Father Doc, son Austin face off when Hornets meet Celtics
NEW ORLEANS — Austin Rivers has thought about this day since this season’s New Orleans Hornets schedule came out.
It might cause a warm, fuzzy feeling if he were going against his father’s team, as in favorite team, tonight. However, Rivers, a shooting guard, will be going against the Boston Celtics, coached by Glenn “Doc” Rivers, who guided them to the 2008 NBA championship.
“I don’t know how to feel,” Austin Rivers said. “I’ve never gone against him in my life, ever” in a basketball game that counts.
“It’s going to be different, it’s going to be interesting, it’s going to be fun.”
If it is fun, that would be good for Austin Rivers. As he heads into the game against the Celtics (20-17), who have won a season-high six consecutive games, fun is not how he would describe his experience of late as a rookie in the NBA. In the eight games before the Hornets (11-26) played at Philadelphia on Tuesday night, Rivers had shot 3-of-25.
“I’ve struggled the past (several) games,” he said.
After every game, though, he can count on a conversation with “Doc” Rivers, who, although obviously very busy as the head coach of a team that aspires to win another NBA title, still makes time.
“He records the games,” said Austin Rivers, who left Duke after his freshman year and was the 10th overall pick in last June’s NBA draft. “He’s seen about 90 percent of my games. His best advice was for me to stay aggressive and give myself a chance to play well.
“His most recent advice was, on offense, for me to change speeds. I’m used to being one of the quickest players on the court. Up here, everybody is quick. And, he said, on defense, for me to talk more and be more engaged, and that will help me play better.”
Rivers, who was a starter for 22 of the first 28 games, is averaging 6.3 points, 2.4 assists and shooting 32.9 percent from the field. It appears he could have used another year at Duke, where he could have continued his development under Mike Krzyzewski, the winningest coach in college basketball history and who has guided the USA national team to two Olympic gold medals. And, unlike many who go pro early, Rivers’ family obviously faces no financial hardship.
“My dad and Coach K were in favor of me going,” Austin Rivers said. “They felt my skill level was ready for the NBA.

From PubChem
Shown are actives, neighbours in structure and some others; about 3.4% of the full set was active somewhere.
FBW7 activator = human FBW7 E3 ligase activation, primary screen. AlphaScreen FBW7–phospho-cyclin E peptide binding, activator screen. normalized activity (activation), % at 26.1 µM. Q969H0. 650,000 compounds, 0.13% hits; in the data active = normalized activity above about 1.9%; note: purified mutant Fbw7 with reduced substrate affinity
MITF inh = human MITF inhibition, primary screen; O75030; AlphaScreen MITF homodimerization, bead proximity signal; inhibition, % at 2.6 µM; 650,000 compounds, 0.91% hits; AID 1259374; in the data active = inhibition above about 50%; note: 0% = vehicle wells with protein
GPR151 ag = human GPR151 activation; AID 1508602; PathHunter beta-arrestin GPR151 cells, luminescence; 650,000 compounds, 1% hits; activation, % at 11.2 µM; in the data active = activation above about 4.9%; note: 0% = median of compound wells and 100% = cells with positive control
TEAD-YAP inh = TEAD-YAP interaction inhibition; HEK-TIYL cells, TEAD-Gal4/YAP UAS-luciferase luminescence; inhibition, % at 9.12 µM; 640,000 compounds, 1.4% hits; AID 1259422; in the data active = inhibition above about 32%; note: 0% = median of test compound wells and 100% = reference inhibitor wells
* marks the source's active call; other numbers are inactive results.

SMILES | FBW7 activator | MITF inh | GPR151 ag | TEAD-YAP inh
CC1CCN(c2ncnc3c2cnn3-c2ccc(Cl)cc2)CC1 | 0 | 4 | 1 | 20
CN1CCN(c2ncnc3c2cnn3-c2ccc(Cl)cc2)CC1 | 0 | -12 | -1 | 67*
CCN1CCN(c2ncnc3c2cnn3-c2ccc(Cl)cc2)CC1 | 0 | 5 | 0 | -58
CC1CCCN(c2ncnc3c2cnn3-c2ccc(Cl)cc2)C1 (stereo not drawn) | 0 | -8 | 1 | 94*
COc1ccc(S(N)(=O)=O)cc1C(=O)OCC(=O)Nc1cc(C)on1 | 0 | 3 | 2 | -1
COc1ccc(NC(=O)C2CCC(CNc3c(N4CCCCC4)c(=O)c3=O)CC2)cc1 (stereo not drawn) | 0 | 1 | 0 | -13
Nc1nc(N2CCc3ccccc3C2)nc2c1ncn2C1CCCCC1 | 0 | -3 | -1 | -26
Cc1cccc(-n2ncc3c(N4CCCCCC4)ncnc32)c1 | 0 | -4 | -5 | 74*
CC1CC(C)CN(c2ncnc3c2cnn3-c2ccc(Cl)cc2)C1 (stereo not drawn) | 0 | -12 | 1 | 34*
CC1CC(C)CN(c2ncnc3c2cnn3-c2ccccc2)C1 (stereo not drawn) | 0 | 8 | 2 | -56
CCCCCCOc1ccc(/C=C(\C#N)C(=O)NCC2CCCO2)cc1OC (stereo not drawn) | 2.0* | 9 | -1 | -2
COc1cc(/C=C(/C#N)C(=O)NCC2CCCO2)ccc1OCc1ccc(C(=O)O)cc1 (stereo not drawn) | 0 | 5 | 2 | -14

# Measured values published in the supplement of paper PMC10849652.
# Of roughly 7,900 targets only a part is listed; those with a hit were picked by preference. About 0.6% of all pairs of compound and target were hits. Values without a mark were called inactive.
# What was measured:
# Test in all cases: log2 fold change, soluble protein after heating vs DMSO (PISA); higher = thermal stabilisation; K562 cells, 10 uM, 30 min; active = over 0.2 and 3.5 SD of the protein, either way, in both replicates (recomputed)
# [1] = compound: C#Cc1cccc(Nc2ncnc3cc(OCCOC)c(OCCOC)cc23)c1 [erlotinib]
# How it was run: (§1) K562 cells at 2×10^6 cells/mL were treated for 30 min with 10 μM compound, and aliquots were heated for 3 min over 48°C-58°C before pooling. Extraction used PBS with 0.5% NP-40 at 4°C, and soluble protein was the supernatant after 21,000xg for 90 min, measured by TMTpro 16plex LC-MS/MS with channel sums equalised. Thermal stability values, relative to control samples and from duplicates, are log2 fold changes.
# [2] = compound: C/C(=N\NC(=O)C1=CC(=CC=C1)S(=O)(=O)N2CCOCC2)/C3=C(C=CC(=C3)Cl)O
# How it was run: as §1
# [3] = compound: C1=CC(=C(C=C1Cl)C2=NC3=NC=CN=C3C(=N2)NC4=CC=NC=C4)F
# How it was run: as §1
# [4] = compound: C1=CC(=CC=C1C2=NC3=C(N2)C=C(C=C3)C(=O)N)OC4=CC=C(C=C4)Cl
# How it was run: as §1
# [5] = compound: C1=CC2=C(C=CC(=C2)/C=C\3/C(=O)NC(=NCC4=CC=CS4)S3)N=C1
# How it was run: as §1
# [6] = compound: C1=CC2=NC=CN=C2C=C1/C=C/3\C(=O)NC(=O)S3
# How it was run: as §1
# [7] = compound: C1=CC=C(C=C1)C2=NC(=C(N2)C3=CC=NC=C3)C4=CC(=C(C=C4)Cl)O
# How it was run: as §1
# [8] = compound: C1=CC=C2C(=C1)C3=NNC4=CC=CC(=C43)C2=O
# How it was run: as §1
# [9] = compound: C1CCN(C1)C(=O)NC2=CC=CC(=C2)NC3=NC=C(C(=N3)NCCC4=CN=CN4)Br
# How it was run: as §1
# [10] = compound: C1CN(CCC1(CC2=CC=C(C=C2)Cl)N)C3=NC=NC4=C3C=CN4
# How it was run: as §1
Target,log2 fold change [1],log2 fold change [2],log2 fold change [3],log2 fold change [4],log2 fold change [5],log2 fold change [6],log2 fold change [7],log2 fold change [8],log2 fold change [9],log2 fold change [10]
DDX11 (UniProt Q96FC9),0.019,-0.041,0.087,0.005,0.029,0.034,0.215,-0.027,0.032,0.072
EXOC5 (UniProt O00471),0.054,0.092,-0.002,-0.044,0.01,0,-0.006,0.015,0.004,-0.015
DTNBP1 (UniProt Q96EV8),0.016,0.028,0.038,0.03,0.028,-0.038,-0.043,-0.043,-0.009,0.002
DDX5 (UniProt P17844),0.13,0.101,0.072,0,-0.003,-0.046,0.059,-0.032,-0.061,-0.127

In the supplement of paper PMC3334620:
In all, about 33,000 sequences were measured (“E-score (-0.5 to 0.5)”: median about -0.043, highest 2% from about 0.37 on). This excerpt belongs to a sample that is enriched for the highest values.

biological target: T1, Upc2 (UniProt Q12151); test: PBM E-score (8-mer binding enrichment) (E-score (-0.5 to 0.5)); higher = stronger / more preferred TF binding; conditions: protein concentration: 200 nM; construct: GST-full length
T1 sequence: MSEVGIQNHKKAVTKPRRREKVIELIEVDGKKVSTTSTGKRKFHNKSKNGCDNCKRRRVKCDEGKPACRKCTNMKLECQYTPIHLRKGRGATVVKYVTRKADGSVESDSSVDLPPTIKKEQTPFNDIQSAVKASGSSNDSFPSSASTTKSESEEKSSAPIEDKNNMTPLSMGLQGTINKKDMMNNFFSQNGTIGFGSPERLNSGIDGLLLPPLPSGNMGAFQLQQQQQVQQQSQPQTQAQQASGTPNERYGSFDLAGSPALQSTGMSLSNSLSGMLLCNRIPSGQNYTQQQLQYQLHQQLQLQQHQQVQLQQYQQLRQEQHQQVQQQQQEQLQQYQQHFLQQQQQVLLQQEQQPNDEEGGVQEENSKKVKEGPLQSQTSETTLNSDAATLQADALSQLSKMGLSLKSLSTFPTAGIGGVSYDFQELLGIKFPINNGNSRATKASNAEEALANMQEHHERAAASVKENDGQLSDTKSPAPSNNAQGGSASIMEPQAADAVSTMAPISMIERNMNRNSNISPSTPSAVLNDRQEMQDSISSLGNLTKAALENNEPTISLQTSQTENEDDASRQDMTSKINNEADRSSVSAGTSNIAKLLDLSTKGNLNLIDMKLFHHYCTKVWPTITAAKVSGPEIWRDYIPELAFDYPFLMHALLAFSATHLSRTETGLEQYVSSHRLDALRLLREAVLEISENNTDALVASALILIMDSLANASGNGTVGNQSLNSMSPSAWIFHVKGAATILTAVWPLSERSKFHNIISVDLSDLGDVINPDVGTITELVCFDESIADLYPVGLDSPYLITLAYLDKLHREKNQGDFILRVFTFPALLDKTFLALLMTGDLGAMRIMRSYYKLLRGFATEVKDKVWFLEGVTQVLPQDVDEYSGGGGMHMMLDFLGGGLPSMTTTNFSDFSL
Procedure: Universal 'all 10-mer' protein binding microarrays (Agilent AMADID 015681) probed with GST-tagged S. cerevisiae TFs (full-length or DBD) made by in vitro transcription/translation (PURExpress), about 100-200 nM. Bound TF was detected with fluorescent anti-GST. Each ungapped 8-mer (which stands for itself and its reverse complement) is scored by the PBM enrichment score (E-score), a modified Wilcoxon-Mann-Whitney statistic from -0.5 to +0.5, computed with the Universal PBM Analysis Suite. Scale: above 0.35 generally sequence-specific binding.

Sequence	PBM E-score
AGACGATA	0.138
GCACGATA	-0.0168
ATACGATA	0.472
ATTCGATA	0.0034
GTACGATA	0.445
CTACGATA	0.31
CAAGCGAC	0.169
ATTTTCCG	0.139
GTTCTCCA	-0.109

“When I talked to my dad, he told me, ‘When your dream is in front of you, you take it and you go out there and have fun with it,’ and I have.”
Two weeks ago, injured starting guard Eric Gordon returned to the lineup. In the past week, veteran reserve guard Roger Mason has played extremely well. Those developments have pinched Rivers’ playing time.
However, coach Monty Williams said the Hornets are committed to developing Rivers.
“Austin will be OK,” Williams said. “Everybody wants the Austin Rivers from Winter Park (Fla.) High School, and that’s not realistic. He’s 20. He’s in the NBA. The last thing we’re going to do is bury him at the end of the bench where he will lose his confidence.”
Mason, who is in his 10th NBA season, signed with the Hornets even after Williams told him of the team’s commitment to Rivers. Known as extremely professional, Mason’s locker is next to Rivers’, which Mason says is not a coincidence.
“The biggest thing that I tell Austin is, the kid puts too much pressure on himself,” Mason said. “His dad is in the NBA, and Austin is a high-profile draft pick. The talent level is unquestioned. We know that he’s going to be a really good player.
“But take some of the pressure off and realize there are going to be ups and downs. Use me as an example. Keep working, and eventually your hard work will pay off.”
As a son, Rivers said today brings him back to when he and his dad played one-on-one and had shooting contests when Austin was in middle school. As a basketball player, he said he’s even more excited to be going against the Celtics.
“I used to be around those guys almost as much as I was around my dad: Paul (Pierce), Kevin (Garnett),” he said. “Ray Allen (of the Miami Heat) isn’t there any more, but I knew him better than I knew all the others.
“And we know the Celtics’ history and all that. It’s my first time going against them, and it’s going to be crazy.”